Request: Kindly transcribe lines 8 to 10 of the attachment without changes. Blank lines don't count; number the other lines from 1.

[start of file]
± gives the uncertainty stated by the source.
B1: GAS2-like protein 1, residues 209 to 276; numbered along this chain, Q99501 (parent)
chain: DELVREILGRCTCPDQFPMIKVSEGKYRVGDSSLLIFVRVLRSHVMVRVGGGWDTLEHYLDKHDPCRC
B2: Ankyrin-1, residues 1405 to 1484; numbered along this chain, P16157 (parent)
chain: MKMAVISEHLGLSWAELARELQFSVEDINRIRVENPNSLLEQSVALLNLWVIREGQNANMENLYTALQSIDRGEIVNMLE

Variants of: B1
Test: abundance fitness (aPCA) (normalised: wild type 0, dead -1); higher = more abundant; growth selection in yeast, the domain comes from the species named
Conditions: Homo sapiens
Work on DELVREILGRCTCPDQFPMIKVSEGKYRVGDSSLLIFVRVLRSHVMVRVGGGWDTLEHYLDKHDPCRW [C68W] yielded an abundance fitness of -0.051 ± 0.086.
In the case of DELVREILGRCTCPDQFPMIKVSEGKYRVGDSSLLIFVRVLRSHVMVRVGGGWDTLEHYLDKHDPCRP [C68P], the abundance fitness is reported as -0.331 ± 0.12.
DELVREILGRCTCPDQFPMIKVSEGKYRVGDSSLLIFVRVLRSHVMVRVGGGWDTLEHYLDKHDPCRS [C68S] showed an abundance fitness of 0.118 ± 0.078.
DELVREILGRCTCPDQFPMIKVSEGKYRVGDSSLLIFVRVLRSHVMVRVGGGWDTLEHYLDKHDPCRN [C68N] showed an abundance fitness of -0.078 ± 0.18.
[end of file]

Conditions: Homo sapiens
Work on DELVREILGRCTCPDQFPMIKVSEGKYRVGDSSLLIFVRVLRSHVMVRVGGGWDTLEHYLDKHDPCRW [C68W] yielded an abundance fitness of -0.051 ± 0.086.
In the case of DELVREILGRCTCPDQFPMIKVSEGKYRVGDSSLLIFVRVLRSHVMVRVGGGWDTLEHYLDKHDPCRP [C68P], the abundance fitness is reported as -0.331 ± 0.12.